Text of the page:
Jan 9, 2017  By Kenneth Kiplang'at Chepkwony  Category: Blueprint Negev,

My Arava Story: A Kenyan agriculture student's 'extraordinary' new life

We're taking time to focus on the beauty of the Arava, Israel's southern desert. Residents of the Central Arava face many challenges, including the harsh climate, large distance between communities, and lack of accessibility to resources available in urban centers. JNF has partnered with the Central Arava Regional Council as part of our Blueprint Negev campaign to make the Negev habitable to the next generation of Israel's residents. 

Here, a personal narrative from a Kenyan student at the Arava International Center for Agriculture and Training (AICAT). He details the surprises and pleasures of his new life in Israel's south.

By Kenneth Kiplang'at Chepkwony

I recently graduated from the Jomo Kenyatta University of Agriculture and Technology (JKUAT) in Kenya, and I'm currently pursuing a postgraduate diploma at the Arava International Center for Agriculture and Training. I came to Israel in August 2016 as one of the beneficiaries of an internship program that has seen the admission of 100 Kenyan students at AICAT. The objective is to expose individuals like me to the sophisticated agricultural technologies attached to the Arava. I hail from an agricultural family that relies solely on natural rainfall. Sadly, such traditional approaches have hindered local communities from growing food sufficiently. This inspired me to apply to AICAT. I have a deep desire to apply the knowledge I will amass in the Arava to influence my country folk positively.

Learning about the new climate in nature. 
Life in the Arava has been extraordinary, and my experiences have challenged the expectations I had about this country. I learned about Israel at a young age. As a boy, I was intrigued by world news and encountered newspaper coverage of terrorist attacks in Israel. Consequently, I grew up knowing Israel to be a "war zone," and this mentality followed me through adulthood. Most of my close relatives were a bit wary about my trip to Israel. However, I can confidently say I have proven everyone wrong, including myself.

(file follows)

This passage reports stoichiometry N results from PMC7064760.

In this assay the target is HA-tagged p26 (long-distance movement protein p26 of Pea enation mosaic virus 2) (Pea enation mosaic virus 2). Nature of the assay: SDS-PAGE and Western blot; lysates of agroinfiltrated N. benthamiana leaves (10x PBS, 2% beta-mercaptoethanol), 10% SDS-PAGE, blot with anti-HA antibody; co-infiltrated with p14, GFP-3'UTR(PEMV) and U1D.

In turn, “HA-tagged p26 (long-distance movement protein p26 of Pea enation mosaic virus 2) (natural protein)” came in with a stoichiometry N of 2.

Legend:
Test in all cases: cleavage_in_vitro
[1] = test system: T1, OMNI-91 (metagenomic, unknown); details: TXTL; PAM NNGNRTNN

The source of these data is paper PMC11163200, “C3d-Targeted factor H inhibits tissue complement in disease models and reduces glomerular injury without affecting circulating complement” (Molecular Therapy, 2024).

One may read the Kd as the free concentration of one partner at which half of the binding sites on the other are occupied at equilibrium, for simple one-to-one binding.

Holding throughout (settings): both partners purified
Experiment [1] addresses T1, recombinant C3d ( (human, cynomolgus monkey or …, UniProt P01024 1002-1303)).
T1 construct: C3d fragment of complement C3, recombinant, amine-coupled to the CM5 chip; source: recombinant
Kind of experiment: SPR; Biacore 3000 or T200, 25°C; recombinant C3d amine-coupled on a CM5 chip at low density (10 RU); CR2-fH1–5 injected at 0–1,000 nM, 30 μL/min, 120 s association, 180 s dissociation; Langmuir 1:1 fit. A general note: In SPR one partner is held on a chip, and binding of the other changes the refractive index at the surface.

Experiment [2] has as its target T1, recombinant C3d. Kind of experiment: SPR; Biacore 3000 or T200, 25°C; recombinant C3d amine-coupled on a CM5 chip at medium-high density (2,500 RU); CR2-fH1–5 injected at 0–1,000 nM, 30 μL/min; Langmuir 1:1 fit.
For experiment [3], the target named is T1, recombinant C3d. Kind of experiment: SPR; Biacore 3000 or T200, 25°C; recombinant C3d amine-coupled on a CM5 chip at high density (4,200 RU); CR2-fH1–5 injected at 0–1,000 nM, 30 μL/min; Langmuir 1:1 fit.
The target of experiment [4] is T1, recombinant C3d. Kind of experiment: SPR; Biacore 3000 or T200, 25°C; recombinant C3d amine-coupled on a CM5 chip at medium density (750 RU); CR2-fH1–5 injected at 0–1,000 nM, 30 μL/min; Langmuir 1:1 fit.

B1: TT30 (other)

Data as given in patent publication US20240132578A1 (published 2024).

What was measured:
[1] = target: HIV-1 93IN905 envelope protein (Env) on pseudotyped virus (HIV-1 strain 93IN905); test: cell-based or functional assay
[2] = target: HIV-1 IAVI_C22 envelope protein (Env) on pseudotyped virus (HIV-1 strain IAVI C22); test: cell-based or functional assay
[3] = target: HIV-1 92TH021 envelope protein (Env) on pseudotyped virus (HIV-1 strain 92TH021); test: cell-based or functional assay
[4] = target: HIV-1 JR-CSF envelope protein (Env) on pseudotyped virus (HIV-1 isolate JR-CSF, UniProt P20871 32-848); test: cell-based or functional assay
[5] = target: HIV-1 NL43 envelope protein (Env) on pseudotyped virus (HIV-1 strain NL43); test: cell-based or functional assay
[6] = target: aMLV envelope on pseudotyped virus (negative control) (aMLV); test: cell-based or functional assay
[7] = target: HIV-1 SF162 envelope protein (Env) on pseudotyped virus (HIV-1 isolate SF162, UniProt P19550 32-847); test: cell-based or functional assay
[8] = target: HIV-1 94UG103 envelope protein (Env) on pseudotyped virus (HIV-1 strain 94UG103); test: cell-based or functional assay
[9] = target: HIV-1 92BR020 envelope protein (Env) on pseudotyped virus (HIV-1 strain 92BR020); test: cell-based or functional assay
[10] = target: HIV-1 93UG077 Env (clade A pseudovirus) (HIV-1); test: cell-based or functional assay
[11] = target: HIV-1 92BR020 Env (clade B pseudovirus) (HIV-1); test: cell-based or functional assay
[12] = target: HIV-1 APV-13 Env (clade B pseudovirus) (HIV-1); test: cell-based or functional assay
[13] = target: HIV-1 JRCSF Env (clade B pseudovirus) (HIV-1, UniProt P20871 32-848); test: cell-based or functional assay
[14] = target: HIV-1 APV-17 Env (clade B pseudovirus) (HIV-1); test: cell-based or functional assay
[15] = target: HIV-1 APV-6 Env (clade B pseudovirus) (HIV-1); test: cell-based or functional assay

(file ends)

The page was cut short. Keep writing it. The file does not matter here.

In the many months spent here, I have met amazing people. It is in the Arava that I discovered the power of an indomitable spirit, the assertive will to face and conquer trials. The "Israeli rhythm" regarding the execution of daily tasks is definitely something I will take back home. Every minute in the Arava counts as a learning opportunity, especially the advanced agriculture that has allowed farmers in this region to beat all odds.

Nevertheless, every life experience has a flip side. Among the challenges I have faced during my stay is the need to adapt to a new physical environment. Back at home, I was raised in a tropical climate characterized by a lack of seasons. In the Southern Negev, I have been exposed to both heat and cold in significantly high measure. An additional setback is the language barrier. Most consumer products are entirely labeled in Hebrew -- I have carried home detergents that I mistook for food. However, this problem has opened avenues of further socialization. I am frequently forced to make new friends while shopping to help me avoid such mishaps.

More on the Arava
The magic that is life in the Arava desert: One family's story

Photography is a new interest I developed in the Arava. A better part of my adult life was spent in Nairobi, which did not accord me the chance to interact with nature fully. I was absorbed in the city life's routines of paying bills and pursuing goals. My arrival in Israel was a break from the norm. First, this is the first time that I have stepped out of the borders of my country. Various things I have encountered in the desert have satisfied my previous curiosity about the outside world. This has been an opportunity to expose my senses to elements of nature, and the Arava has proved to be such a captivating stimulant. My newfound hobby, photography, allows me to share the rich blessings I have acquired in the Arava with my family, friends, and the rest of the world.

The Arava has been such a blessing to me. It has provided a temporary home, a comfortable one. This desert is brimming with natural beauty partly because much of its terrain remains untouched. The fact that farmers have created a food basket, right in the middle of a desert, indicates the complex nature of human intellectual sophistication -- this is a real challenge to all nations across the world.

I will take very many things back home. First, I have adopted a new hobby that can be instrumental in influencing positive global change. The technical training I am receiving in the Arava will also mold me into an asset of value to Kenya within the spheres of food safety and security. Additionally, I am undergoing a personal transformation that will shape my character to befit that of a responsible member of society, compatriot, and respectable family figure. May God bless the people of the Arava, and protect the noble State of Israel.

One of Kenneth's amazing photographs, posted on his Instagram page.